(WKBN) — Postpartum depression, a form of depression that can occur following pregnancy and delivery, impacts 10 – 15% of women,

People who have had prior mental health issues — such as anxiety or bipolar disorder, as well as people who have experienced trauma — are at a higher risk for developing postpartum depression.

Erica Schmitt, one mother who struggled with postpartum depression, said this was the case for her.

“Definitely went through a traumatic birth experience, which probably really didn’t help,” Schmitt said. “I also have struggled with like anxiety and depression.”

Schmitt said because of her prior struggles, she anticipated postpartum depression. She expressed her concerns to doctor and the nurses but she says her concerns were pushed off as a case of the “baby blues.”

“Then, you kind of get nervous to bring it up again, I guess because once it’s pushed off once, and you’re dealing with that already, and — you know — the depression, it eats at you,” Schmitt said.

Schmitt said her anxiety was so crippling that she did not want to leave her house.

“You fight that by yourself, because it’s like there is that stigma around it. Like, you’re supposed to have your support system, you’re supposed to able to talk about it,” Schmitt said. “But when you do talk about it, kind of gets shut down.”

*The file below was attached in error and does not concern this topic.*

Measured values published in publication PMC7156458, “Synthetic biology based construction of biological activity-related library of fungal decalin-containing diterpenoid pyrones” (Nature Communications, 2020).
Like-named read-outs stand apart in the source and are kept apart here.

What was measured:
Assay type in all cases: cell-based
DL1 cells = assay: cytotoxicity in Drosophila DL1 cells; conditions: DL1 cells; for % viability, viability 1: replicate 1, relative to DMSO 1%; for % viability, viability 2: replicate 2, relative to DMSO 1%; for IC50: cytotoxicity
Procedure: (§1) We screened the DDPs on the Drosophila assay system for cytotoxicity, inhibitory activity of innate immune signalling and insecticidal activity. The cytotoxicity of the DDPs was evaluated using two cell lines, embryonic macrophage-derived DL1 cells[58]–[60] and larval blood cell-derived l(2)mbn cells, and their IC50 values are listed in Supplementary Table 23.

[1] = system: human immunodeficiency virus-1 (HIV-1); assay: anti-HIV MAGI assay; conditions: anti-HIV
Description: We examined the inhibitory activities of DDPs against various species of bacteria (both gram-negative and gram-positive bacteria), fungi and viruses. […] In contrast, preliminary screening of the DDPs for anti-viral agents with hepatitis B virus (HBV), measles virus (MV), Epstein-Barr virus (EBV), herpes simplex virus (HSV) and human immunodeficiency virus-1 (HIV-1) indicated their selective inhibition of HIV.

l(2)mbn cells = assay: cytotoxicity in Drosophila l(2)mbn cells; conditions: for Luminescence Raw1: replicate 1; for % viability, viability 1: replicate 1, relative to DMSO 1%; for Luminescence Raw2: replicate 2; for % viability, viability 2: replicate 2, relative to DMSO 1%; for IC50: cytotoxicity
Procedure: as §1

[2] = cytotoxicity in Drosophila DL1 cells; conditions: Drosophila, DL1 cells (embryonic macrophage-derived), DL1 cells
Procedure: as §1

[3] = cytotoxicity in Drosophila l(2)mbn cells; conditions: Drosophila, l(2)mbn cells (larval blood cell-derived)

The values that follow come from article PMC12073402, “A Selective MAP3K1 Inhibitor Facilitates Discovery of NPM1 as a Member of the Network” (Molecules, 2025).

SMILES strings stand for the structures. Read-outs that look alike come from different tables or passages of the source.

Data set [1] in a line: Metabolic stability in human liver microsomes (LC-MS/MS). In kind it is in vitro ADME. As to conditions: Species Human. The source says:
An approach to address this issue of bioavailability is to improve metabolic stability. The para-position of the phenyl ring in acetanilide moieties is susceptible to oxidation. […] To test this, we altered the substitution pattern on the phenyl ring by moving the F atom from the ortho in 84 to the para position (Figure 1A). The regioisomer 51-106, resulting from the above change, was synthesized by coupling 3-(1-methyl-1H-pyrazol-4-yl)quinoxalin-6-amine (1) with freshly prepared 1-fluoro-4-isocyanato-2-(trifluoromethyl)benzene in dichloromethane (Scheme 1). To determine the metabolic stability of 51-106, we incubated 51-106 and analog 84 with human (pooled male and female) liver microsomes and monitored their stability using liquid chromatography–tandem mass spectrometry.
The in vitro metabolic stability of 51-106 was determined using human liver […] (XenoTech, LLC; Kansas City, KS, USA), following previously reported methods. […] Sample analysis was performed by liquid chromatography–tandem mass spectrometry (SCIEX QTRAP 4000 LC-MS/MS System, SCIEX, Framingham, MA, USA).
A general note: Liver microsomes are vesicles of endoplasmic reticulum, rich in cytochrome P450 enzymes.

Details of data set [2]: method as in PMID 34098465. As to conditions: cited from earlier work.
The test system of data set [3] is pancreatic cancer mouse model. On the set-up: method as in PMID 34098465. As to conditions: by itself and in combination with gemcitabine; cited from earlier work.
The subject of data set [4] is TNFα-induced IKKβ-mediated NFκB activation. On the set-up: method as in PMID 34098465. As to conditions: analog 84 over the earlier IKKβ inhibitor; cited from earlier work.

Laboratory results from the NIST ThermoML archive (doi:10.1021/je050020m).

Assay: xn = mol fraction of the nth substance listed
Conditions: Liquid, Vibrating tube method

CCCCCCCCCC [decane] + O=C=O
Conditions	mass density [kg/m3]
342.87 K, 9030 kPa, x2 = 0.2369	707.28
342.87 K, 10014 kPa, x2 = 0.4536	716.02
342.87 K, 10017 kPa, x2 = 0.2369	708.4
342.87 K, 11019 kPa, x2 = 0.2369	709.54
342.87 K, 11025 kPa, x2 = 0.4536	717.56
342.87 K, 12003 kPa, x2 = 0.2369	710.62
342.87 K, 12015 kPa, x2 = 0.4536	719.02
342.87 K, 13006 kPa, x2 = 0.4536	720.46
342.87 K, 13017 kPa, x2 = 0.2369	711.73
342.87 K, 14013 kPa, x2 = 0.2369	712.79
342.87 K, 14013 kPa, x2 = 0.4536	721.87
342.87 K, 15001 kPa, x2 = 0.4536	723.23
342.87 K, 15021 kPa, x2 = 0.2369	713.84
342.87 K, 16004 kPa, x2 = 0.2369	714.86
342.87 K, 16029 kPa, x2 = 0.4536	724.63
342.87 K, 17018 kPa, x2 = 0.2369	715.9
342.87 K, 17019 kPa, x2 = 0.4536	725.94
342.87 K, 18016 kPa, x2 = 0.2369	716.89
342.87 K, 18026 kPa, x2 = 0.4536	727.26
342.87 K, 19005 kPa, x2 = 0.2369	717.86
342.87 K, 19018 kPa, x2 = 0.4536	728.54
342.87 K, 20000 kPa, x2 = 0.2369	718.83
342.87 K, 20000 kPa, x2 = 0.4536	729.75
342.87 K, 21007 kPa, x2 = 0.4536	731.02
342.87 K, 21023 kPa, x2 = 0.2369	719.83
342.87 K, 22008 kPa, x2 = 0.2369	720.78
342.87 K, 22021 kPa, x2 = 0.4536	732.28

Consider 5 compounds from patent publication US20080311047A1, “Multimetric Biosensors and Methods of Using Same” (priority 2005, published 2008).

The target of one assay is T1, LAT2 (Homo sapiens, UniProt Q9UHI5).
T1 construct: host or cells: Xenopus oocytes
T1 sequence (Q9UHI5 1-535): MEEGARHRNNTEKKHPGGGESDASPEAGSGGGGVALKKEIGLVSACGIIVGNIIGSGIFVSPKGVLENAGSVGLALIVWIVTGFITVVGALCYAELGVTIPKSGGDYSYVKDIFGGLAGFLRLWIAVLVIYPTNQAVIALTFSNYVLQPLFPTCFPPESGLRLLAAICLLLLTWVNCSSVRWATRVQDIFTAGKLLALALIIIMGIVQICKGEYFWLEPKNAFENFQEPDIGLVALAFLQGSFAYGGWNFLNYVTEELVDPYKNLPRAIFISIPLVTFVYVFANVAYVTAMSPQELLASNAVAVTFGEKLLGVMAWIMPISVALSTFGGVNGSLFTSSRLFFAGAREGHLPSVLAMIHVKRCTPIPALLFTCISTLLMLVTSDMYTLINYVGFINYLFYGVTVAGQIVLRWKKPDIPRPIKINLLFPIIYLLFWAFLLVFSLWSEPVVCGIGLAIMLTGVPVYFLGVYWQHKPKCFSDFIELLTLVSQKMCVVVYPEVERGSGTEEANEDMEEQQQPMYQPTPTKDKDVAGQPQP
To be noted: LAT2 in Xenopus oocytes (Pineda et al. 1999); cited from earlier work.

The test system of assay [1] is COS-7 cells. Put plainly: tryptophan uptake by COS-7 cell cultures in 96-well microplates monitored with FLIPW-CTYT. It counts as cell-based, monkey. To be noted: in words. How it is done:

Jessica Oates, a specialist in peri-natal mental health, talked about the resources available for parents who are experiencing postpartum depression.

“What I tell my pediatricians and my OBs is that you screen everybody — you screen everybody, and you screen often,” Oates said. “It is a screening of questions, so basically it just goes through and talks about some baseline symptoms or scenarios that would warrant an increase level of concern.”

There are a number of services that are available for those who feel that they’re struggling.

“We can do counseling services, we can do group services,” Oates said.